You have to get from point A to point B. You don’t know if you can get there. What would you do? Imagine you have a closet full of shirts. It’s very hard to find a shirt. So what can you do to organize your shirts for easy retrieval? What method would you use to look up a word in a dictionary? Every man in a village of 100 married couples has cheated on his wife. Every wife in the village instantly knows when a man other than her husband has cheated, but does not know when her own husband has. The village has a law that does not allow for adultery. Any wife who can prove that her husband is unfaithful must kill him that very day. The women of the village would never disobey this law. One day, the queen of the village visits and announce that at least one husband has been unfaithful. What happens? You have eight balls all of the same size. 7 of them weigh the same, and one of them weighs slightly more. How can you fine the ball that is heavier by using a balance and only two weighings? How do you cut a rectangular cake into two equal pieces when someone has already taken a rectangular piece from it? The removed piece an be any size or at any place in the cake. You are only allowed one straight cut. How many piano tuners are there in the entire world? What gives you joy? Mike has \$20 more than Todd. How much does each have given that combined they have \$21 between them. You can’t use fractions in the answer. Hint: This is a trick question, pay close attention to the condition) How many times a day a clock’s hands overlap? Two MIT math graduates bump into each other. They hadn’t seen each other in over 20 years. The first grad says to the second: “how have you been?” Second: “Great! I got married and I have three daughters now” First: “Really? how old are they?” Second: “Well, the product of their ages is 72, and the sum of their ages is the same as the number on that building over there..” First: “Right, ok.. oh wait.. I still don’t know” second: “Oh sorry, the oldest one just started to play the piano” First: “Wonderful! my oldest is the same age!” Problem: How old are the daughters? If you look at a clock and the time is 3:15, what is the angle between the hour and the minute hands? (The answer to this is not zero!) Four people need to cross a rickety rope bridge to get back to their camp at night. Unfortunately, they only have one flashlight and it only has enough light left for seventeen minutes. The bridge is too dangerous to cross without a flashlight, and it’s only strong enough to support two people at any given time. Each of the campers walks at a different speed. One can cross the bridge in 1 minute, another in 2 minutes, the third in 5 minutes, and the slow poke takes 10 minutes to cross. How do the campers make it across in 17 minutes? If the probability of observing a car in 30 minutes on a highway is 0.95, what is the probability of observing a car in 10 minutes (assuming constant default probability)? In a country in which people only want boys, every family continues to have children until they have a boy. if they have a girl, they have another child. if they have a boy, they stop. what is the proportion of boys to girls in the country? You have an empty room, and a group of people waiting outside the room. At each step, you may either get one person into the room, or get one out. Can you make subsequent steps, so that every possible combination of people is achieved exactly once?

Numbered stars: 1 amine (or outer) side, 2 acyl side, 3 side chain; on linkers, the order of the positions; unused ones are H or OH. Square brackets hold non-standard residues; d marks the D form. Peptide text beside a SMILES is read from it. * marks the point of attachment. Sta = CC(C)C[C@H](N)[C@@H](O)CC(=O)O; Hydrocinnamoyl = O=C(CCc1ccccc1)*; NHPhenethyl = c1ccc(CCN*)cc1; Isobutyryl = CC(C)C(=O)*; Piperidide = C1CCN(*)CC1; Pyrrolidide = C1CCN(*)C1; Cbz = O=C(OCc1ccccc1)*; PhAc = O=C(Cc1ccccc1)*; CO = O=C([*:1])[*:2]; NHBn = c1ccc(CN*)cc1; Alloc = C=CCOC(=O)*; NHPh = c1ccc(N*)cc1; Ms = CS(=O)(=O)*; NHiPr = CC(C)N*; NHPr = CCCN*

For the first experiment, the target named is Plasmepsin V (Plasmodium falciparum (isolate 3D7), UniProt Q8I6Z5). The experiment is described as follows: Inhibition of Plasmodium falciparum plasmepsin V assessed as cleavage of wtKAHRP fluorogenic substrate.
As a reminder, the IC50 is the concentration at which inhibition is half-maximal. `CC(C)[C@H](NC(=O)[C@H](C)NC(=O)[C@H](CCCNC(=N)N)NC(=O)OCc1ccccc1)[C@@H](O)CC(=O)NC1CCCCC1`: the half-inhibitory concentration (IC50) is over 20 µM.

# Google Interview Questions – Some Resolution